"This isn't a joke, you idiot; we were just attacked by a big-ass lizard!"
It begins with a hair flick - the smallest and most quietly confident of gestures. After four members of an elite special ops team parachute onto a remote island in the fictional Borginian Republic, one turns to camera, pulls off their mask, and with just one toss of her scarlet locks, pronounces herself the heroine of this 90s blockbuster.
While less capable colleagues are being digested, Regina, hand on hip, is dryly quipping over an eviscerated corpse. From that moment on, you're never left in any doubt as to who's running this show.
And yet, your very first raptor encounter can take more than eight shots with the 9mm Parabellum. If you try to run, the creature will immediately leap on top of you and try to pull your arm off. Few players walk away from that first encounter unscathed. It's supposed to shake you, literally and figuratively, and it does; anyone expecting enemies like Raccoon City's slow-moving and dim-witted undead won't be so quick to underestimate Ibis Island's usurpers again.
Released in 1999, one year after Resident Evil 2 and just a few months ahead of Resi 3, Dino Crisis' scripting was sharper than that of its creator Shinji Mikami's break-out series, but it was still nonsense, mostly - a toothsome mix of B-movie schlock and sc-fi technobabble. Whilst Resident Evil married a crumbling mansion with a clinical corporate laboratory, Dino Crisis combined future tech with an ancient enemy, selling itself as a 'survival panic' in contrast to Resi's survival horror. Not that Dino Crisis wasn't horrific. The loading screen carried the same warnings for explicit violence and gore that Resi did, but Dino Crisis focused more on maintaining pervasive unease rather than revulsion to keep players on their toes.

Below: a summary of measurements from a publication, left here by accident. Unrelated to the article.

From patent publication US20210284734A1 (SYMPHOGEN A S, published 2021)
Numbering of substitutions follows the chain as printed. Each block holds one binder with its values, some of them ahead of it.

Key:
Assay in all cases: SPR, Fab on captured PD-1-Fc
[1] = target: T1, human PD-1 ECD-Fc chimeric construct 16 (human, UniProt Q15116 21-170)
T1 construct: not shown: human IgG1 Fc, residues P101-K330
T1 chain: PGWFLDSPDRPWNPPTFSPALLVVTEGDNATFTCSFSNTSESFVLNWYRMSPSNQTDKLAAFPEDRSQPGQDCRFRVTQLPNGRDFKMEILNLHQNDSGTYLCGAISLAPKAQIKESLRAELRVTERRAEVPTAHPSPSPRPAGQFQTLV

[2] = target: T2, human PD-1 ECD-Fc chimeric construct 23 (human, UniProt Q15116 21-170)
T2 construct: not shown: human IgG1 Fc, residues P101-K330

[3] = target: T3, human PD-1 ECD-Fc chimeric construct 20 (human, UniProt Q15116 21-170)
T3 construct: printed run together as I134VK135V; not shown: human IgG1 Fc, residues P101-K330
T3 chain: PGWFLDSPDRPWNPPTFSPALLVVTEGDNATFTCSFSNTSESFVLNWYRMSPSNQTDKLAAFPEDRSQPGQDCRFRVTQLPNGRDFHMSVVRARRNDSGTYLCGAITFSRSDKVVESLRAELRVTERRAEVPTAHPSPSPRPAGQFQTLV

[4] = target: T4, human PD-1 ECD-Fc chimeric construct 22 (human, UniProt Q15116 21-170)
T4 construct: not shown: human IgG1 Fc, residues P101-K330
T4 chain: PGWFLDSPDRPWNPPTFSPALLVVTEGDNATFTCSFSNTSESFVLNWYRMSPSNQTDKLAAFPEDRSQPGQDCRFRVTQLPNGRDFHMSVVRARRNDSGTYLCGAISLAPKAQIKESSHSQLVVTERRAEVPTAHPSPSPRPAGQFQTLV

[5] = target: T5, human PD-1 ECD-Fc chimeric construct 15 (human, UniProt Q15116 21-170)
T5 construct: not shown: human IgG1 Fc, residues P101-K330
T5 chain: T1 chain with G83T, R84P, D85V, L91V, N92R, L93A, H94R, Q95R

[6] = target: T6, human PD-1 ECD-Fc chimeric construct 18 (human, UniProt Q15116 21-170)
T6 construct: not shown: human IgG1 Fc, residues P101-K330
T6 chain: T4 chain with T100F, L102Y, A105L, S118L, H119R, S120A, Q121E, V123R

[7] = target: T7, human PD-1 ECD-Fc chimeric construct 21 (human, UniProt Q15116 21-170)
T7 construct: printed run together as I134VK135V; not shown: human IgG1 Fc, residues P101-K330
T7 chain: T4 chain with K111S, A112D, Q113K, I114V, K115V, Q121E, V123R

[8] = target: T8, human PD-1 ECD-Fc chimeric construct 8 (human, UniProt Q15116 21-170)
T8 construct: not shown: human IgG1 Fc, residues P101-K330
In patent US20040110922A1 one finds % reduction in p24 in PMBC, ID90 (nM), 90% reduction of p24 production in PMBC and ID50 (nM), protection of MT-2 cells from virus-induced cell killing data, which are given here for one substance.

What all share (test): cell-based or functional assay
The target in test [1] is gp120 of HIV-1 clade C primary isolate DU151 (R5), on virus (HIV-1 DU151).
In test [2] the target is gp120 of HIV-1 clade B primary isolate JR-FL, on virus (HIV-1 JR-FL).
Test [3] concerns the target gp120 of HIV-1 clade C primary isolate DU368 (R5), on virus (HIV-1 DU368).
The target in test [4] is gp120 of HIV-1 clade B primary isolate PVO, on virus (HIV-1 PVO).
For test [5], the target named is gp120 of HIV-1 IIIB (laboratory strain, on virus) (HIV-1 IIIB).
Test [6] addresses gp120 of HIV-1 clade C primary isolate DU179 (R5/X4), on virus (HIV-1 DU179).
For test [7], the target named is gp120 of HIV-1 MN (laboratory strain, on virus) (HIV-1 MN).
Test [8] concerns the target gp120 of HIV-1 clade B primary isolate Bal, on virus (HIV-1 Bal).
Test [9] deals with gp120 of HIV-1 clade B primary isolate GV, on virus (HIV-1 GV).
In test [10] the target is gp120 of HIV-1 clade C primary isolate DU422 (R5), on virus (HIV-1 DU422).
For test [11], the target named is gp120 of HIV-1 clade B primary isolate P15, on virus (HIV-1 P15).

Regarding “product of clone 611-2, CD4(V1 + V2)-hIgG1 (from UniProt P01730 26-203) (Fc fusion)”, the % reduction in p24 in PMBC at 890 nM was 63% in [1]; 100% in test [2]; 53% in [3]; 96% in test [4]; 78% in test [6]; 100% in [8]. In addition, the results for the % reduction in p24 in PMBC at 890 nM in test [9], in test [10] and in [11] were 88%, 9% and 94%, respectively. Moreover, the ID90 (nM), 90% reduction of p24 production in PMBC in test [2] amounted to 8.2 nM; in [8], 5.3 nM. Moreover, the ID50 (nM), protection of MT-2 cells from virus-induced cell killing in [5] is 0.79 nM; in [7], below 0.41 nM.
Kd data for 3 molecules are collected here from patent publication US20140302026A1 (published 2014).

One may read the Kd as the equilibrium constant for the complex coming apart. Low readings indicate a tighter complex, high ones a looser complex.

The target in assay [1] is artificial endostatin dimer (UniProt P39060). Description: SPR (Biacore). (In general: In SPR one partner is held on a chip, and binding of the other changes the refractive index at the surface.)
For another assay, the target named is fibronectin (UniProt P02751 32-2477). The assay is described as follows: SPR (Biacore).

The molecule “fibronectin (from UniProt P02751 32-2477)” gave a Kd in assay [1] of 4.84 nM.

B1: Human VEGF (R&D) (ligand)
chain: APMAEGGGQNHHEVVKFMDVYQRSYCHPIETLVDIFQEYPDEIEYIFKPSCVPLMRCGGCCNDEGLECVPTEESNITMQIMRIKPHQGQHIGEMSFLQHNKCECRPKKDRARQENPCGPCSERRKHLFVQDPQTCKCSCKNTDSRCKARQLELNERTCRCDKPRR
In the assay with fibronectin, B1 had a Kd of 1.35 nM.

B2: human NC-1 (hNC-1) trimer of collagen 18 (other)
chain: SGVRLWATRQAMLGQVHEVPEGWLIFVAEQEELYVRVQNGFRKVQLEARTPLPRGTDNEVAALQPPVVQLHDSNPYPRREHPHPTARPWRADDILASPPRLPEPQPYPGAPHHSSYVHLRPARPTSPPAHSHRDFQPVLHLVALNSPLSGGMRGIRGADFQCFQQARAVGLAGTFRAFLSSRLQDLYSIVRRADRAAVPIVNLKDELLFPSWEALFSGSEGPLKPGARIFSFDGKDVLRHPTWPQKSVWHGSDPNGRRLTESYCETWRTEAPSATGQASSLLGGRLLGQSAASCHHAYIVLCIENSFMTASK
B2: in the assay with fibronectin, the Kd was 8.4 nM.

The game's signature Danger Events - quick time sequences that result in Regina's insta-death if you don't push enough random buttons quickly enough - exist to work you into a blind panic, reacting to primal instinct alone. These aren't mutilated, mindless, half-decomposed corpses you're dealing with - these are whip-smart, lightning-quick apex predators transported through time yet otherwise perfectly preserved. They don't evoke the kind of terror you feel when looking into the clouded, milky eyes of a bloated corpse, seeing your own mortality staring back at you; rather, these dinosaurs are intended to stir up unease. They're the superior hunters, and far more unpredictable than any zombie.
Whilst the original Resident Evil borrowed its claustrophobic atmosphere and props from classic Gothic horror cinema, Dino Crisis turned to summer blockbusters and adopted gadgets from 90s hacker films for its high-tech aesthetic. This is best illustrated in cutaway scenes with Rick in the facility security room, lit only by the green glow of a computer, his dustpans-for-hands deftly dancing over the keys as he works to decrypt some coded protocol. This style and setting is a clever plot twist in itself; as soon as Regina's government-issued S.O.R.T team (S.T.A.R.S had already taken the cooler acronym) crash land in an island forest, you're expecting some hunter v hunted game to play out amongst the darkened trees. But almost immediately, the action switches to the facility interior - where it's all fluorescent lights, metallic corridors and endlessly escalating tension as your ears strain for the sharp tack of a sickle claw on polished marble tile or gleaming steel grate.